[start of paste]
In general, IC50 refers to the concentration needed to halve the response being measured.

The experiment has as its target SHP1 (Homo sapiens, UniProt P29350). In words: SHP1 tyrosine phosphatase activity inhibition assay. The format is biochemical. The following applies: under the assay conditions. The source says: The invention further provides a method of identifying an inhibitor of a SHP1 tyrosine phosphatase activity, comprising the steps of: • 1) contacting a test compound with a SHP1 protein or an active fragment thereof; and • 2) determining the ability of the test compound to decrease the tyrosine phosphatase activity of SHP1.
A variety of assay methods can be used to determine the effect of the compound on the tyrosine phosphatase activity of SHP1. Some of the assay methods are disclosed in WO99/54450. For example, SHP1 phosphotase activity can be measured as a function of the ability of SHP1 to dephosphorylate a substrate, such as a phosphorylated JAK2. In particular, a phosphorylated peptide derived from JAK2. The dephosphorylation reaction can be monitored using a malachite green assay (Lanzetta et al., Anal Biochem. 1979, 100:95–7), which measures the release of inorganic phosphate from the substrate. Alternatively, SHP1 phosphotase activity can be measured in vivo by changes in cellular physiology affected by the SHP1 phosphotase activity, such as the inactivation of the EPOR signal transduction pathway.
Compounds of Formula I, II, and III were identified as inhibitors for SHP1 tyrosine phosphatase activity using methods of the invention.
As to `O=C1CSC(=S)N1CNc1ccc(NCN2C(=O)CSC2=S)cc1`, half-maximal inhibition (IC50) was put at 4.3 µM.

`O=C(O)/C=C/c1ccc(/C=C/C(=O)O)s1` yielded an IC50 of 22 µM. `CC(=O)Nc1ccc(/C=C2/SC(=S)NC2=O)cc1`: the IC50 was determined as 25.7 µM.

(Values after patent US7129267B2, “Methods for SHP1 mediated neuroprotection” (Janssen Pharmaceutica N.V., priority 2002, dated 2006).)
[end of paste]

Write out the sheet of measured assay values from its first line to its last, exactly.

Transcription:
In general, IC50 refers to the concentration needed to halve the response being measured.

The experiment has as its target SHP1 (Homo sapiens, UniProt P29350). In words: SHP1 tyrosine phosphatase activity inhibition assay. The format is biochemical. The following applies: under the assay conditions. The source says: The invention further provides a method of identifying an inhibitor of a SHP1 tyrosine phosphatase activity, comprising the steps of: • 1) contacting a test compound with a SHP1 protein or an active fragment thereof; and • 2) determining the ability of the test compound to decrease the tyrosine phosphatase activity of SHP1.
A variety of assay methods can be used to determine the effect of the compound on the tyrosine phosphatase activity of SHP1. Some of the assay methods are disclosed in WO99/54450. For example, SHP1 phosphotase activity can be measured as a function of the ability of SHP1 to dephosphorylate a substrate, such as a phosphorylated JAK2. In particular, a phosphorylated peptide derived from JAK2. The dephosphorylation reaction can be monitored using a malachite green assay (Lanzetta et al., Anal Biochem. 1979, 100:95–7), which measures the release of inorganic phosphate from the substrate. Alternatively, SHP1 phosphotase activity can be measured in vivo by changes in cellular physiology affected by the SHP1 phosphotase activity, such as the inactivation of the EPOR signal transduction pathway.
Compounds of Formula I, II, and III were identified as inhibitors for SHP1 tyrosine phosphatase activity using methods of the invention.
As to `O=C1CSC(=S)N1CNc1ccc(NCN2C(=O)CSC2=S)cc1`, half-maximal inhibition (IC50) was put at 4.3 µM.

`O=C(O)/C=C/c1ccc(/C=C/C(=O)O)s1` yielded an IC50 of 22 µM. `CC(=O)Nc1ccc(/C=C2/SC(=S)NC2=O)cc1`: the IC50 was determined as 25.7 µM.

(Values after patent US7129267B2, “Methods for SHP1 mediated neuroprotection” (Janssen Pharmaceutica N.V., priority 2002, dated 2006).)